The working group has completed it's task and submitted a report and recommendations to the Central Council for Church Bellringers.   This website is minimally maintained as an archive and a benchmark to measure future progress.


A late starting ringer!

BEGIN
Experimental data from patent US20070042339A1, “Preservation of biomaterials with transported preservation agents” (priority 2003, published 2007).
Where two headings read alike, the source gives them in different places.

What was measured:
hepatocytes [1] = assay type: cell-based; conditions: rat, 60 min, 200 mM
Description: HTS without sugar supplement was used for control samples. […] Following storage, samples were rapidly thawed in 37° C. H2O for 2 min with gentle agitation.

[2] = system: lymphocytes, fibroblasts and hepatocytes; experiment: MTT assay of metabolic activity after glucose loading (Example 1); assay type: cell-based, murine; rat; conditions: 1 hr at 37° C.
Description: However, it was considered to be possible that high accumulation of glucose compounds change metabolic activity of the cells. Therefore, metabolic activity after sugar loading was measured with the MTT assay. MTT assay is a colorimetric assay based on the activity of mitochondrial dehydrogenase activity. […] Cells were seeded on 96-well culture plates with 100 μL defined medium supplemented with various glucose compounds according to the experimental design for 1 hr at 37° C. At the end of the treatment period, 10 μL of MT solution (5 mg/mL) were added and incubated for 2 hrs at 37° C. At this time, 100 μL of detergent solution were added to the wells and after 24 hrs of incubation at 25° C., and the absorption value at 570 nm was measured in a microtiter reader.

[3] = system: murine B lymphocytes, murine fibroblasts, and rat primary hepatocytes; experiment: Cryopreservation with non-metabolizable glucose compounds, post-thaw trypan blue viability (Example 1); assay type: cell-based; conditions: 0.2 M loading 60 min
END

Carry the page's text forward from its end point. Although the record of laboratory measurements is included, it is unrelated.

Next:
It was a dark and stormy night, as the story goes. This was my second year living in this city, and I had become enchanted by the music of church bells. I would sit in churchyards, or hang about on the street, listening to them. On that November 2011 evening, I got around to Googling: "I want to learn bellringing". The Central Council of Church Bell Ringers popped up, with an easy-to-fill-in form and a promise that someone would get back to me soon. And they did. I had the supreme good fortune to find my local tower, which I came to recognise as excellent for learning in a diverse group in the midst of a supportive community. I was called and invited to my first practice on a Friday evening. I never looked back. Gradually memories came back of hearing the bells as part of the environment in the Berkshire village where I grew up. It had never occurred to me to ask who rang them, why and how, though I recall most of the ringers were men. Now it was my turn to learn, starting as a woman in my late fifties with a musical background, a career in qualitative research and university teaching, and a stubborn aversion to following numbers. I love the music of the bells and am still guided by sound, rhythm, intuition and a minimum of ropesight when it comes to memorising the most basic methods. I think of myself as one of the slowest bell-ringing learners in history, and it is mainly thanks to my teachers' patient understanding of my learning style that there is still a place for me in the band. Yes, there have been tears and bouts of grumpiness, but I wouldn't give up my "hobby" for anything (except returning to live in my alternate home, where this particular culture of ringing doesn't exist). Now in times of Covid-19, we are grappling, fumbling and laughing our way around The Ringing Room's online bell tower which keeps us in practice until a regular return to a real tower becomes safer. There's a good mix in our band of genders, ages, national and ethnic backgrounds, occupations, personalities and abilities, not to mention styles of socks. I relish being a learner and enjoy the sociability of our twice-weekly meet-ups, now mainly on Zoom. The band is "family" and the magic of playing and hearing ancient methods is a treasured part of my life.